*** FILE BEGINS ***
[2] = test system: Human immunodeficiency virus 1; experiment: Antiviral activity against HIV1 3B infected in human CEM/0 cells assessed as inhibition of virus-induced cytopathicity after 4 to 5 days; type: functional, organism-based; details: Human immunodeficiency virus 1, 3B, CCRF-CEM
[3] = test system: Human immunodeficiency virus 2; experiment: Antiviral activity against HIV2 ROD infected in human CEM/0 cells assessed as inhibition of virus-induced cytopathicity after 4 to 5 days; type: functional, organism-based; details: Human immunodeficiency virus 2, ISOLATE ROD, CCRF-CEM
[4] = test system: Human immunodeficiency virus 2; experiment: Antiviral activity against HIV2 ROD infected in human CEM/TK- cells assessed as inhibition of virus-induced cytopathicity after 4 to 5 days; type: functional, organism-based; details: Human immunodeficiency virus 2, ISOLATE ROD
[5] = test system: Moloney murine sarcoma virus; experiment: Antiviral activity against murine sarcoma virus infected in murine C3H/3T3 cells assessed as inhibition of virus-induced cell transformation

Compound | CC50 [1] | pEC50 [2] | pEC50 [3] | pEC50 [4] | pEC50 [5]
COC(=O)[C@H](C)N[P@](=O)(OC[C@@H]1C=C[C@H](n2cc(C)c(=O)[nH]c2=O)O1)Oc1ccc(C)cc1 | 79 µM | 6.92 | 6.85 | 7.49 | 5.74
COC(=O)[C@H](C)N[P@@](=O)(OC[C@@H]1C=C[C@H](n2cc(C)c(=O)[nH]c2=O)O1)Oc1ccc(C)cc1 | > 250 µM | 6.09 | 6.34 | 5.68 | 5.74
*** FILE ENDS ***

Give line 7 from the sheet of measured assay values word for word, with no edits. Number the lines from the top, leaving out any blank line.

COC(=O)[C@H](C)N[P@@](=O)(OC[C@@H]1C=C[C@H](n2cc(C)c(=O)[nH]c2=O)O1)Oc1ccc(C)cc1 | > 250 µM | 6.09 | 6.34 | 5.68 | 5.74